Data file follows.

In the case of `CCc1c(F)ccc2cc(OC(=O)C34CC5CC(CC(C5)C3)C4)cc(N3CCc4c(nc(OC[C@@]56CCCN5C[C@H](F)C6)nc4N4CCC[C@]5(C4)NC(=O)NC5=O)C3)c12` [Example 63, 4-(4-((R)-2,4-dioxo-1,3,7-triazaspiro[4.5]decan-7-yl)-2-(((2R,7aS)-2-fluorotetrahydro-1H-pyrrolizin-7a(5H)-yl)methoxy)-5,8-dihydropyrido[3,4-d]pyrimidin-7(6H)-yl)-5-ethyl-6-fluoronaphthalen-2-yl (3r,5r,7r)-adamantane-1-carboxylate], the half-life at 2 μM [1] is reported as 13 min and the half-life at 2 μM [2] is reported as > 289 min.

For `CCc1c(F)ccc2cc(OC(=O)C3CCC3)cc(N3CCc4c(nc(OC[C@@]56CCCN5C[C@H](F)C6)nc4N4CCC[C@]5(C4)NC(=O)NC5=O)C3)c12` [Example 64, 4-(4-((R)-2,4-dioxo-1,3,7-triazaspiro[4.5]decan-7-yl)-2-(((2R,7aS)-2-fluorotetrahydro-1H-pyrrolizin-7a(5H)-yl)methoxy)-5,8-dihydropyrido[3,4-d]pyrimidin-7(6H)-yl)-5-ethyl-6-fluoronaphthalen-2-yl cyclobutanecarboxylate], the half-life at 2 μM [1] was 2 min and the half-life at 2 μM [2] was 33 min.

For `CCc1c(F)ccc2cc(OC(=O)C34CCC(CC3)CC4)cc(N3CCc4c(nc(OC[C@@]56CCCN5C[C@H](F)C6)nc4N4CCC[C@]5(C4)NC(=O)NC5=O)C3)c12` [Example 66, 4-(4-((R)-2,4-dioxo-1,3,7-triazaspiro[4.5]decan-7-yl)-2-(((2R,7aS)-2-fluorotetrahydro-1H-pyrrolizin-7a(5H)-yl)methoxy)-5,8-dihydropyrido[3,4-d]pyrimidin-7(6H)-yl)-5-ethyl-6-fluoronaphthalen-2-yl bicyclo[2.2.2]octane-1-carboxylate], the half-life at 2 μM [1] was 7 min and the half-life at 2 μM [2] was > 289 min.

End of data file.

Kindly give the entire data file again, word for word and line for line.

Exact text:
In the case of `CCc1c(F)ccc2cc(OC(=O)C34CC5CC(CC(C5)C3)C4)cc(N3CCc4c(nc(OC[C@@]56CCCN5C[C@H](F)C6)nc4N4CCC[C@]5(C4)NC(=O)NC5=O)C3)c12` [Example 63, 4-(4-((R)-2,4-dioxo-1,3,7-triazaspiro[4.5]decan-7-yl)-2-(((2R,7aS)-2-fluorotetrahydro-1H-pyrrolizin-7a(5H)-yl)methoxy)-5,8-dihydropyrido[3,4-d]pyrimidin-7(6H)-yl)-5-ethyl-6-fluoronaphthalen-2-yl (3r,5r,7r)-adamantane-1-carboxylate], the half-life at 2 μM [1] is reported as 13 min and the half-life at 2 μM [2] is reported as > 289 min.

For `CCc1c(F)ccc2cc(OC(=O)C3CCC3)cc(N3CCc4c(nc(OC[C@@]56CCCN5C[C@H](F)C6)nc4N4CCC[C@]5(C4)NC(=O)NC5=O)C3)c12` [Example 64, 4-(4-((R)-2,4-dioxo-1,3,7-triazaspiro[4.5]decan-7-yl)-2-(((2R,7aS)-2-fluorotetrahydro-1H-pyrrolizin-7a(5H)-yl)methoxy)-5,8-dihydropyrido[3,4-d]pyrimidin-7(6H)-yl)-5-ethyl-6-fluoronaphthalen-2-yl cyclobutanecarboxylate], the half-life at 2 μM [1] was 2 min and the half-life at 2 μM [2] was 33 min.

For `CCc1c(F)ccc2cc(OC(=O)C34CCC(CC3)CC4)cc(N3CCc4c(nc(OC[C@@]56CCCN5C[C@H](F)C6)nc4N4CCC[C@]5(C4)NC(=O)NC5=O)C3)c12` [Example 66, 4-(4-((R)-2,4-dioxo-1,3,7-triazaspiro[4.5]decan-7-yl)-2-(((2R,7aS)-2-fluorotetrahydro-1H-pyrrolizin-7a(5H)-yl)methoxy)-5,8-dihydropyrido[3,4-d]pyrimidin-7(6H)-yl)-5-ethyl-6-fluoronaphthalen-2-yl bicyclo[2.2.2]octane-1-carboxylate], the half-life at 2 μM [1] was 7 min and the half-life at 2 μM [2] was > 289 min.